When being promoted into new positions, many Nurse Managers find it tough to transition from individual contributor to manager.
The move from clinical practice and bedside nursing to management represents a significant change – and requires different skills. Here are 8 tips to help enable your new Nurse Manager and help her/him achieve early success.
1) Have realistic expectations – plan the first 30 days
Nurse Managers can be set up to fail when administrators don’t give clear expectations, and do not communicate what they expect managers to devote time to. In the first 30 days, help Nurse Managers create a vision for their team. How do they see their unit aligning with the business objectives of the hospital?
As part of the plan for the first 30 days, make sure provided support is part of that plan, usually from the Nurse Director. Directors should schedule 30 minute meetings twice a week with new managers.
2) Provide time for orientation
For a few weeks, new Nurse Managers can spend time observing and learning the unit and spend minimal time in management tasks. This will help her understand how the department functions from a staff nurses eyes. During this time the director can handle some typical management responsibilities if needed. Encourage your new manager to get to know her team, especially if they are an outside hire.
3) Help her get to know and establish relationships with key players
This is especially important for external hires. New Nurse Managers need to know who they can go to for advice and how informal hospital communication channels work. Let her know not to hesitate to use internal resources, and that she does not need to know it all.
4) Help her set clear guidelines and expectations up front
Help your new leader set a course with her staff. New Nurse Managers should collaborate with their team on a vision and steps to accomplish this vision, then work with the team to identify contribution areas and establish clear expectations. Gaining commitment from a team on objectives provides a framework for the evaluation of progress – and individual contributions.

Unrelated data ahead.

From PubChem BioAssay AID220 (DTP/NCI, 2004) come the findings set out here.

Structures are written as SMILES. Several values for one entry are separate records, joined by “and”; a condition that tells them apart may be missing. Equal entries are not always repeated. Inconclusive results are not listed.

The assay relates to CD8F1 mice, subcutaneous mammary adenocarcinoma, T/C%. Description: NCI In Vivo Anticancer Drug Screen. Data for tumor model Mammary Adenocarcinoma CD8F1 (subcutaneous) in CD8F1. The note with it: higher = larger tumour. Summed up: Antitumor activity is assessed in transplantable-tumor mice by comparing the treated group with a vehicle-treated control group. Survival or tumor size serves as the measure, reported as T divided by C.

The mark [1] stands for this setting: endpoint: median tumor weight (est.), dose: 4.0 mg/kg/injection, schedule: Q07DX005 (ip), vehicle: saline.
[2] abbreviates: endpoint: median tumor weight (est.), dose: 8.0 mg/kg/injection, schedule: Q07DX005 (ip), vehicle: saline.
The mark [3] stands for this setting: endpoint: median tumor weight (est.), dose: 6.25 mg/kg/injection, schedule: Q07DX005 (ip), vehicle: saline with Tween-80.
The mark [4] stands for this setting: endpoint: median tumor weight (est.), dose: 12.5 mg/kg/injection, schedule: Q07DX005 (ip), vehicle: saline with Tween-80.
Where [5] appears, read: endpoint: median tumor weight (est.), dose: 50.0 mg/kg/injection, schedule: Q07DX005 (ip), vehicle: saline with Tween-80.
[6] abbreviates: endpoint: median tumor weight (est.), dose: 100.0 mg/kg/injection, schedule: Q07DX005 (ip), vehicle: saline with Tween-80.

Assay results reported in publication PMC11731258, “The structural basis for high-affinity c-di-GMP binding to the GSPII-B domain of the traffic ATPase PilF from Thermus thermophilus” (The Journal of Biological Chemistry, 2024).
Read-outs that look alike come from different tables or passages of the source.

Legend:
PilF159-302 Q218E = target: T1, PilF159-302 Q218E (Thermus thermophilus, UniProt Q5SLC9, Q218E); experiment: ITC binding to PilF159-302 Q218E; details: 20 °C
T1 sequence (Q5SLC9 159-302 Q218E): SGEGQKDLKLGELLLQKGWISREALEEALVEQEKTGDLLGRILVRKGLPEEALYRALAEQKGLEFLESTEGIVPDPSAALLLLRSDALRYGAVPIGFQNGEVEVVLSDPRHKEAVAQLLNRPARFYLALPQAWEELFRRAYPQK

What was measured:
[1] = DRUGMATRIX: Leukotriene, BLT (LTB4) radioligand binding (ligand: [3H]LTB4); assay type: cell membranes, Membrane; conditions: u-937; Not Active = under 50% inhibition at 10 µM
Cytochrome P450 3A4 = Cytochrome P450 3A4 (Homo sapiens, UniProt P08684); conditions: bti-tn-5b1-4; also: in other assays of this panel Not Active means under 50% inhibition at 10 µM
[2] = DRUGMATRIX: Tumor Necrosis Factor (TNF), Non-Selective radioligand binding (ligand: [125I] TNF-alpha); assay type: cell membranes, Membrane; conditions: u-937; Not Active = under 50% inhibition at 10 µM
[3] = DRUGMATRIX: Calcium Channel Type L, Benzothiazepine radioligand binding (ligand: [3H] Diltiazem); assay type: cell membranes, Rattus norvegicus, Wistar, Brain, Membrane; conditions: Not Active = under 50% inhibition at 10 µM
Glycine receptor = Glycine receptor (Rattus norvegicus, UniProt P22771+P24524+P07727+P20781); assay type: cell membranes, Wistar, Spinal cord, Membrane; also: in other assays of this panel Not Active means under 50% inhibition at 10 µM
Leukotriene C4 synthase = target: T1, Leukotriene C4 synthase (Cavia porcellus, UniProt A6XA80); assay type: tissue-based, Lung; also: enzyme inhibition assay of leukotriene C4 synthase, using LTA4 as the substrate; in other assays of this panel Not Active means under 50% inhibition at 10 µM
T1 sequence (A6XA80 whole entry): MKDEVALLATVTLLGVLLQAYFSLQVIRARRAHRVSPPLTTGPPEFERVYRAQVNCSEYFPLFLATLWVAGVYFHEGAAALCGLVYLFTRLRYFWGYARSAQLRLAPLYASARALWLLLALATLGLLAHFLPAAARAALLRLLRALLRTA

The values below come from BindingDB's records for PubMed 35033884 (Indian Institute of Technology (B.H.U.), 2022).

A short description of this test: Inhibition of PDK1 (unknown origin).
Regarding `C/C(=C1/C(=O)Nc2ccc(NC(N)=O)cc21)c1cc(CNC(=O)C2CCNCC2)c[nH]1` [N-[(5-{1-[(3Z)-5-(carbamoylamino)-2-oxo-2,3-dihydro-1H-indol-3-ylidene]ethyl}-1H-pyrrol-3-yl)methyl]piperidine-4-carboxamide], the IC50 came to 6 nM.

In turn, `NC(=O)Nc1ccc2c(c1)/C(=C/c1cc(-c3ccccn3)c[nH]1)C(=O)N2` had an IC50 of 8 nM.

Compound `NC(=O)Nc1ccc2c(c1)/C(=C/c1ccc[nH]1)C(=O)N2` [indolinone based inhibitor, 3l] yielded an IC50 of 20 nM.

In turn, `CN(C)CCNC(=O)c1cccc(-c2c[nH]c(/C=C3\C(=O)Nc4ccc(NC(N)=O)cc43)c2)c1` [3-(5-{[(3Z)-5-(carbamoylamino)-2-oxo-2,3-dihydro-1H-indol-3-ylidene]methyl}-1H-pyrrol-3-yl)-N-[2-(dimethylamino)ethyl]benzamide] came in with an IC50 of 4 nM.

Setting guidelines and expectations up front can be tough if new Nurse Managers are switching hats from peer to leader. But holding staff nurses accountable to team and individual goals will help her gain respect.
5) Help find a mentor
A new role, coupled with a lack of trust from staff because they are new, can leave managers feeling like they are on their own. Find your new hire a mentor who can offer support and encouragement and help her find her way. The mentor may be another nurse manager in the organization or from a sister organization who can mentor remotely. They do not need to be in the same specialty, it just needs to be someone who can provide support and help build leadership skills.
6) Help her accept ambiguity
The job is rarely the same day to day and lacks the sense of closure nurses may be comfortable with as bedside nurses. Let your Nurse Managers know that ambiguity is not a bad thing, and she will get used to it. If your new Nurse Manager is focusing on problem prevention, not just problem management, it will be hard to see quick tangible results. But that is a good thing.
7) Help with comfort level of policies, procedure and the numbers
Team relationships and communication are important, but managers need to be comfortable with data and numbers. Nurse Managers are resources for their teams and can lose credibility if they are not filled in on policies or financial indicators of success for the organization. Most Nurse Managers originally get into to nursing to help people, and this may not be a strong skill set for them naturally.
8) Point her towards leadership training and educational
Let your new manager know she is not expected to have all the answers, especially early in her role! Have her take advantage of training opportunities available through purchased curriculum, organizations, or associations. Management and communication classes will help new Nurse Managers. Have her become familiar with the American Organization of Nurse Executives (AONE) or Nursing Leadership Institute. Nurse Managers can find the work volume overwhelming when they do not receive training on how to deal with problems.